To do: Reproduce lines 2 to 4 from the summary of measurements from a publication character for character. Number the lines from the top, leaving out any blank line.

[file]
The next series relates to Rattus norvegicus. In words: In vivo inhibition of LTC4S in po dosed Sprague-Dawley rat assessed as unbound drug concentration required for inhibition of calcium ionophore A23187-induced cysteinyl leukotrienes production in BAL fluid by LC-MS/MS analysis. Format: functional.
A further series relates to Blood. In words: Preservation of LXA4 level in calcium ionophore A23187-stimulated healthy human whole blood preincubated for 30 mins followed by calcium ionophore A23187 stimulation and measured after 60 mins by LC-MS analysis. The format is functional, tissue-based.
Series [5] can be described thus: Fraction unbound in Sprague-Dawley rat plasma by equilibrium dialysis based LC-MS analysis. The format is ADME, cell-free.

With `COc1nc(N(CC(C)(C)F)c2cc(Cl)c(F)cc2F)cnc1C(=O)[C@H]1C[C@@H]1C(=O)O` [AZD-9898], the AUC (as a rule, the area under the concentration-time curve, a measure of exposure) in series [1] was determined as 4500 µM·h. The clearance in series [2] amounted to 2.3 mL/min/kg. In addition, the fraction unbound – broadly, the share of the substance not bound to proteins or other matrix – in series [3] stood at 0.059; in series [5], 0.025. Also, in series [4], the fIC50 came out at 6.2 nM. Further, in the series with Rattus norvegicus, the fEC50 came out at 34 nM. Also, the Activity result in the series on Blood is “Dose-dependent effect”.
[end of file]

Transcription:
A further series relates to Blood. In words: Preservation of LXA4 level in calcium ionophore A23187-stimulated healthy human whole blood preincubated for 30 mins followed by calcium ionophore A23187 stimulation and measured after 60 mins by LC-MS analysis. The format is functional, tissue-based.
Series [5] can be described thus: Fraction unbound in Sprague-Dawley rat plasma by equilibrium dialysis based LC-MS analysis. The format is ADME, cell-free.

With `COc1nc(N(CC(C)(C)F)c2cc(Cl)c(F)cc2F)cnc1C(=O)[C@H]1C[C@@H]1C(=O)O` [AZD-9898], the AUC (as a rule, the area under the concentration-time curve, a measure of exposure) in series [1] was determined as 4500 µM·h. The clearance in series [2] amounted to 2.3 mL/min/kg. In addition, the fraction unbound – broadly, the share of the substance not bound to proteins or other matrix – in series [3] stood at 0.059; in series [5], 0.025. Also, in series [4], the fIC50 came out at 6.2 nM. Further, in the series with Rattus norvegicus, the fEC50 came out at 34 nM. Also, the Activity result in the series on Blood is “Dose-dependent effect”.